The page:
This article provides an overview of cryptographic hash functions and how they relate to digital certificates and signatures. If this is not the support article you are looking for, use the search box above.
Hash functions, for practical purposes, are considered one-way functions as they are practically impossible or at the very least infeasible to invert from the resulting value back to the original content.
A very basic example of a hash function would be if you send someone the message "123". The recipient reads "123" but can't be sure that they are reading the original message. You also send them the hash value of "6". On its own it's rather useless, 6 could have been derived any number of ways. If you also specify that your hash algorithm is to "add up all the numbers" it becomes much more useful. Now you can add 1+2+3 to get 6 and know that the integrity of the message was preserved. If you received "124" as your message, you would get a hash value of 7 and it wouldn't match the hash value you were sent and you'd know the integrity of the message has been compromised.
In practice: “The text inside these quotes” has a SHA-256 hash value of: 96b26f6cc52edd91cd52ac5baa1a802f4ff04daab07a308f0b2e897cc807e4bb. Knowledge of the hash value does not disclose the original message. However, running the SHA-256 hash function on the original message, if known, will validate the integrity of that message if the two hashes match. As with the previous example, if anything on the original message was modified, the hash values would not match.
If two different sources produce the same hash, it is called a collision. So in the first example if you were sent the message "33", you would also get a hash value of 6 and would be unaware that you were not looking at the original message. The somewhat near-future ability to purposefully produce collisions is one of the factors in deprecating SHA-1. Improvements with the SHA-2 algorithm and the larger 256-bit hash size greatly decreases the likelihood of ever finding or producing collisions.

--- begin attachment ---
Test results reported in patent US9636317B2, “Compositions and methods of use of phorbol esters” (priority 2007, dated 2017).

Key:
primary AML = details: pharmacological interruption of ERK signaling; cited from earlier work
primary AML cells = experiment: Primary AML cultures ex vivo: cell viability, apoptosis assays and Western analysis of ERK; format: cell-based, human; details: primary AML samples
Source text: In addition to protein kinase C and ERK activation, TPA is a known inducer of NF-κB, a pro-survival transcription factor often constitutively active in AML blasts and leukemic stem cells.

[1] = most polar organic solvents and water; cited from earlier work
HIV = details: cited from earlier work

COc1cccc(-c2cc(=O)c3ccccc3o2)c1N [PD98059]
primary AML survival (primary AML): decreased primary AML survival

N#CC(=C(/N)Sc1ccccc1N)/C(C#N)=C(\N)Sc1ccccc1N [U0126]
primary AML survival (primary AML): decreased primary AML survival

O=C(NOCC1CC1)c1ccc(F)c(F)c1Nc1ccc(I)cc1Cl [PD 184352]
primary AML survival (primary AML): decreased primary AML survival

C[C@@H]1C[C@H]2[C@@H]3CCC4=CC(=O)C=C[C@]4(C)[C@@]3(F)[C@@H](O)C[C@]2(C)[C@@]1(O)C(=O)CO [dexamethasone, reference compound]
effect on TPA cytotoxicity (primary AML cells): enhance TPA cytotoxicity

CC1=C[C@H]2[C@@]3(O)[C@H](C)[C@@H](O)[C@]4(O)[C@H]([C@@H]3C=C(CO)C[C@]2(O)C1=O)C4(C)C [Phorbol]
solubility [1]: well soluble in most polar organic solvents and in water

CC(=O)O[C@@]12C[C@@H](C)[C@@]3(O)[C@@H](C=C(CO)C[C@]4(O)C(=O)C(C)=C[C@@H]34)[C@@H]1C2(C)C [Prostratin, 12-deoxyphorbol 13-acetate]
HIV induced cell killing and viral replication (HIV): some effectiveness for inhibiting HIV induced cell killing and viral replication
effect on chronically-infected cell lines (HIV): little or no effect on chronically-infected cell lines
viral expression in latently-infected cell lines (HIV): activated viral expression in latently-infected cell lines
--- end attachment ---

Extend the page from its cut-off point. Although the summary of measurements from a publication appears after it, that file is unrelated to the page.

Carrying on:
Our SHA-256 Compatibility Article covers validation of the SHA-256 hash on document signatures, signed code, and certificates themselves. Support for one of these scenarios does not imply support for another. When you digitally sign a document or code, the document or code itself is used as the input to calculate the hash. If any part of the document or code is modified, the hash changes and the signature will be invalid.
On a digital certificate, fields such as common name, country code, organization, and e-mail make up what is called the TBS (To Be Signed) Certificate Sequence. This is the information used on a certificate to calculate the hash value when signed by GlobalSign or any other certificate authority. Two other certificate fields, signatureAlgorithm and signatureValue, assist in the validation of your digital certificate. SignatureAlgorithm specifies the hash algorithm used to calculate the hash, and signatureValue is the calculated hash of the tbsCertificate sequence. With this information available, operating systems, browsers, and other software can verify the integrity of the vetted information on your certificate.
Where signatureValue is the hash of the tbsCertificate sequence, the thumbprint is the hash of the entire certificate in binary DER format; it is not actually part of the certificate. The thumbprint is calculated by the operating system; Windows uses SHA-1 by default regardless of the signature algorithm on the certificate.
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